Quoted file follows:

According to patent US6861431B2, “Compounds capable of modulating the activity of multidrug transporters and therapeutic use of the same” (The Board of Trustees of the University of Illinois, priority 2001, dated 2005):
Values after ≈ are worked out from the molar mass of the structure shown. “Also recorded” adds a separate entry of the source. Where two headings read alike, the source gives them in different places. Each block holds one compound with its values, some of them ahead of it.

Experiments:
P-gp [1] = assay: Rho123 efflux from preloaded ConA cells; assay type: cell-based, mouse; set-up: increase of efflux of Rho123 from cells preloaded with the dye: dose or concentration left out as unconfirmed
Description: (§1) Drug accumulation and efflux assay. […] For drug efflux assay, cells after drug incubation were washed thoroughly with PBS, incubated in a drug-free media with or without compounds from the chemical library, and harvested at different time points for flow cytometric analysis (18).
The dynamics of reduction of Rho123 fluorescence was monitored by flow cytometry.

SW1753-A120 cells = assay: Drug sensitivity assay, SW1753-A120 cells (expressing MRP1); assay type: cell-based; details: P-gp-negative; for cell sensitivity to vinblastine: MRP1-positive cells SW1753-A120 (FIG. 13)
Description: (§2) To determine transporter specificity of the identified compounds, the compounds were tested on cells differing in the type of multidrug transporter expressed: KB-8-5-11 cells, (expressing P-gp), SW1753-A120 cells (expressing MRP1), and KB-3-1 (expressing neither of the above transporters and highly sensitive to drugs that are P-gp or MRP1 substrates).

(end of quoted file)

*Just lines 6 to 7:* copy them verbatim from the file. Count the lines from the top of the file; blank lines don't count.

The dynamics of reduction of Rho123 fluorescence was monitored by flow cytometry.

SW1753-A120 cells = assay: Drug sensitivity assay, SW1753-A120 cells (expressing MRP1); assay type: cell-based; details: P-gp-negative; for cell sensitivity to vinblastine: MRP1-positive cells SW1753-A120 (FIG. 13)